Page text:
Prompted in part by high-profile complaints about police use of force, the U.S. government in recent years has allocated tens of millions of taxpayer dollars for body cameras for state and local police departments – and those states and municipalities have invested millions of their own dollars as well.
But a study released Friday reveals that body cameras have little to no effect on police behavior. Officers wearing the devices act similarly to those who don’t, the study concludes.
And there is no significant difference in citizen complaints about camera-wearing officers versus those without cameras, the study says.
“Evidence of their effectiveness is limited,” researchers David Yokum, Anita Ravishankar and Alexander Coppock conclude about the cameras in their report, titled, “Evaluating the Effects of Police Body-Worn Cameras.”
The study tracked more than 2,000 Washington, D.C., police officers – half with cameras, half without – for 18 months. The research team then tallied their use-of-force situations, civilian complaints against them, etc., and examined whether cameras affected the results.
But every measure showed the differences to be insignificant.
“The results call into question whether police departments should even be adopting body-worn cameras, especially given their high cost,” Harlan Yu, a consultant with Upturn, a Washington nonprofit that examines technology’s effect on society, told the New York Times. Yu’s group was not involved in the study, the Times says.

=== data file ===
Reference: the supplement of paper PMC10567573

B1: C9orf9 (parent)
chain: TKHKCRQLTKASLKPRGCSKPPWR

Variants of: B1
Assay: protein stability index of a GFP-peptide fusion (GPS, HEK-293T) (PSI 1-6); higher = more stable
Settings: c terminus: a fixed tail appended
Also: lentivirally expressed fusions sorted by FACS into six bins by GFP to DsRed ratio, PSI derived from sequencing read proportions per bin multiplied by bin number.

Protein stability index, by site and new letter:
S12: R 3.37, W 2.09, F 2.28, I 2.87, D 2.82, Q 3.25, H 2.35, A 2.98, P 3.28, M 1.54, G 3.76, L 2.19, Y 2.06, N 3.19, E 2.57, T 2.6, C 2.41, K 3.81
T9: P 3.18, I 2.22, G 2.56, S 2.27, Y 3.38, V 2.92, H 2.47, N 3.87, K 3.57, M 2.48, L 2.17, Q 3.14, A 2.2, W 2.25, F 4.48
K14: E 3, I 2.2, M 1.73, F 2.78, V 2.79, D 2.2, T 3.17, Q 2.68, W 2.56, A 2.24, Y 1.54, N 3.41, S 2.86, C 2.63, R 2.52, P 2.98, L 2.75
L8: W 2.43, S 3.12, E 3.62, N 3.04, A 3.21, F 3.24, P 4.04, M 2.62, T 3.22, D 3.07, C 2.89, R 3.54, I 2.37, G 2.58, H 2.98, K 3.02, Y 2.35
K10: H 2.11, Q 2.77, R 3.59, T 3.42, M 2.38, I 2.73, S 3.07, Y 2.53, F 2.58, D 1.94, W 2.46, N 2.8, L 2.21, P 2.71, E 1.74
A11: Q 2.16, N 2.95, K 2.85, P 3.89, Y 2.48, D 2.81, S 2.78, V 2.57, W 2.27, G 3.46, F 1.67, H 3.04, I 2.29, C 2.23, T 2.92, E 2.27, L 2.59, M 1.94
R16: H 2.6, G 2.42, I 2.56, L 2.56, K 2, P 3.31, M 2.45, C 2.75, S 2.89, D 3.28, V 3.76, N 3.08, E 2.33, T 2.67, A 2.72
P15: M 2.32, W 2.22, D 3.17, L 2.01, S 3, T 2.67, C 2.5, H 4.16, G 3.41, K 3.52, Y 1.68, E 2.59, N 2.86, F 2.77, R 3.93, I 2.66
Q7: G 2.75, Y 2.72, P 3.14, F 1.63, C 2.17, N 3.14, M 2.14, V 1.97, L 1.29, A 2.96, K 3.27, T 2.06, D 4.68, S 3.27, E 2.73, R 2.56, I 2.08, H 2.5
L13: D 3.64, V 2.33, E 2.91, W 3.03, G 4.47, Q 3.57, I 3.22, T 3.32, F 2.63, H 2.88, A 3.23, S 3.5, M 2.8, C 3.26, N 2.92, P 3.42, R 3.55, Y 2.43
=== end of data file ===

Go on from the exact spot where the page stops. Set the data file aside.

"The results call into question whether police departments should even be adopting body-worn cameras, especially given their high cost."
Police departments investing in body cameras “should not expect dramatic reductions in the use-of-force complaints, or other large-scale shifts in police behavior solely from the deployment of this technology,” study director Yokum, of The Lab @DC, told the Washington Post.
“So if you are a police department thinking that this technology on its own is going to be something to cause big shifts on those two dynamics, this would be a cause to recalibrate your expectations,” Yokum said.
Washington, D.C., police Chief Peter Newsham told the Times he was surprised by the results because he was expecting the use of cameras to at least have an impact on those officers “who might be more inclined to misbehave.”
If the cameras have any value at all, the chief told the Post, it’s likely to be in helping clarify details of controversial cases – such as whether a suspect is armed or not when officers arrive at a crime scene.
Sgt. Matthew Mahl, chairman of the D.C. police labor union, told the Post that he too expected the study’s conclusions to be different.
“I honestly thought that complaints would have come down,” Mahl told the newspaper. “We’re spending all this money to realize that everything is the same. Maybe that’s a good thing, that we’ve been doing things right from the beginning.”